Daniel Bouloud has built an empire of restaurants based on the reputation of the original Daniels. The flagship restaurant now resides in an impressive, large dining room with some art deco touches in an upper East Side location. Lighting in the evening is very low, which may be atmospheric but is not conducive to food photos. Three courses costs USD 105, a six course tasting menu USD 185.
The hefty wine list included choices such as JJ Prum Kabinett 2007 at USD 90 compared to a shop price of around USD 29, the sublime Guigal La Mouline 1996 at USD 650 for a wine that will cost you around USD 350 to buy, and Saintsbury Carneros 2006 USD 55 for a wine that you can buy for around USD 29 in the shops.
Of the wide variety of breads I tried sourdough, olive and rosemary, three seed roll, garlic focaccia, baguette and walnut and raisin. They were apparently made in the kitchen’s own bakery (17/20). Nibbles of golden beet salad, beetroot mousse and salmon cured with beet juice with chive aioli were pleasant though not particularly exciting, and rather oddly served with an oyster, which seemed to me a peculiar thing to serve alongside beetroot (15/20).
I tried the Jerusalem artichoke soup, a dish I loved on my first visit here. Perhaps it was just my memory but it did not seem to have the intensity of flavour that so impressed me on my first visit. The soup is poured over salsify custard, hazelnuts and a quail and foie gras ballotine, which add a luxurious balance to the earthy artichoke flavour (17/20).
Peekytoe Maine crab salad was served with celery, walnut oil and Granny Smith sauce. This has a lovely fresh flavour, the crab fresh and its accompaniments having natural affinity with the shellfish (18/20). Black sea bass was served with a Syrah sauce, leek royale and pommes Lyonaisse. The fish was cooked carefully, the potatoes had good texture and the sauce worked nicely with the sea bass; seasoning was also well judged (18/20).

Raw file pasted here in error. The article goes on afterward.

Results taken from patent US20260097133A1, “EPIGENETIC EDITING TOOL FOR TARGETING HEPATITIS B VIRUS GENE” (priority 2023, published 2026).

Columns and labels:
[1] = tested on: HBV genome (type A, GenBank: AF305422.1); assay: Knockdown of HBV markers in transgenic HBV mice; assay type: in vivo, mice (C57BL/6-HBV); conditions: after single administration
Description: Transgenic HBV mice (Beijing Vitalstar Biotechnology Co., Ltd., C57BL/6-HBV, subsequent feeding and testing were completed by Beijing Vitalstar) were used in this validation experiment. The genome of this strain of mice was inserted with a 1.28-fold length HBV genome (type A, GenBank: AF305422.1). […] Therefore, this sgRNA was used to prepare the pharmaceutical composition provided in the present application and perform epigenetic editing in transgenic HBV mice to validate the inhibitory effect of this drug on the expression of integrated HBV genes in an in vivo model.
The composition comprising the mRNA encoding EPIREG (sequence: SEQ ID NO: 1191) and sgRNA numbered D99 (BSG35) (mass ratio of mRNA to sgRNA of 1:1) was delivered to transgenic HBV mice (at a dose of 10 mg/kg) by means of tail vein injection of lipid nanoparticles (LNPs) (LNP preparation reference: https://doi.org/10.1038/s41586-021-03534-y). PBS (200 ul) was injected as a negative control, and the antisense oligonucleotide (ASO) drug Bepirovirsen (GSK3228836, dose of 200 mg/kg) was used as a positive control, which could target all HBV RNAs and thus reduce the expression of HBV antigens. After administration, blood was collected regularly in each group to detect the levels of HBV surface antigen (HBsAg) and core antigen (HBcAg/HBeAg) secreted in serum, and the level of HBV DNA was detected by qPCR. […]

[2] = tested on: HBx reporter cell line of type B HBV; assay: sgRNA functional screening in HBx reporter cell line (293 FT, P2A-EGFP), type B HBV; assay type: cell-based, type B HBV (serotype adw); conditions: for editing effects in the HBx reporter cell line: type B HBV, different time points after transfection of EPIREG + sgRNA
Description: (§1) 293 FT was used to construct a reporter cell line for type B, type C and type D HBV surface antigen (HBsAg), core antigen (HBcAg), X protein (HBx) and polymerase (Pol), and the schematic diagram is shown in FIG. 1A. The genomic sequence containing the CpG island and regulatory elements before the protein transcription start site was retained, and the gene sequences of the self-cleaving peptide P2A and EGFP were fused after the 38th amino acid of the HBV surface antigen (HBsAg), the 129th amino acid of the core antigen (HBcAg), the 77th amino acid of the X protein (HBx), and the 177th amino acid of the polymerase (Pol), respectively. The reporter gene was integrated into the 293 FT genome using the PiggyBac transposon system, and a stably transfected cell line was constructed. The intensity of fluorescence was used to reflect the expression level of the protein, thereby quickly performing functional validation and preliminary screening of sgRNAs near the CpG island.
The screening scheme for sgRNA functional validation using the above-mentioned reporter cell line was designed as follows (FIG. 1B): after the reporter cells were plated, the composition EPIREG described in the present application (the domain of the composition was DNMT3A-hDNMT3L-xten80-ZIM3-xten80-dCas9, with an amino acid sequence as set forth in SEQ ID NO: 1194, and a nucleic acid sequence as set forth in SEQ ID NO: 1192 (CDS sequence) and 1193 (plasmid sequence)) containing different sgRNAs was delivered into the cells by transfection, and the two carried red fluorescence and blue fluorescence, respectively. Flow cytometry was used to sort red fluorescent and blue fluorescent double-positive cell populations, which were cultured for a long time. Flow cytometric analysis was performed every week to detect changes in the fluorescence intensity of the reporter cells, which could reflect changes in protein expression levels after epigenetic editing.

I had beef, which was black Angus prepared in two ways. Short rib was braised in red wine and served with a parsnip and potato gratin. Rib-eye was seared and served with black trumpet mushrooms and Gorgonzola cream. The beef in both cases had excellent taste and was carefully cooked, and although the accompaniments sound rather over-complicated the flavours worked well together (18/20).
Citrus biscuit with pink grapefruit was served with lemon confit and mandarin sorbet. This was an appropriately refreshing dessert after the richness of the beef, the lemon well balanced and the ice cream having smooth texture (18/20).
The service was smooth and efficient all evening, despite the sheer size of the dining room. Overall I found this meal very enjoyable, if a fraction less so than my first meal here. It is not achieving the summit of French cooking in my view, but is certainly a fine experience. It was also nice to see Daniel Bouloud actually in this evening, chatting to some guests.
I made only cursory notes on a meal in February 2002. Along with Thomas Keller, Daniel Boulud is the most talented chef I have encountered in America. A Jerusalem artichoke soup I had there was pure 3 Michelin star level, and while not everything hits those heights, the standard of cooking here is extremely high, justifying the admittedly steep prices.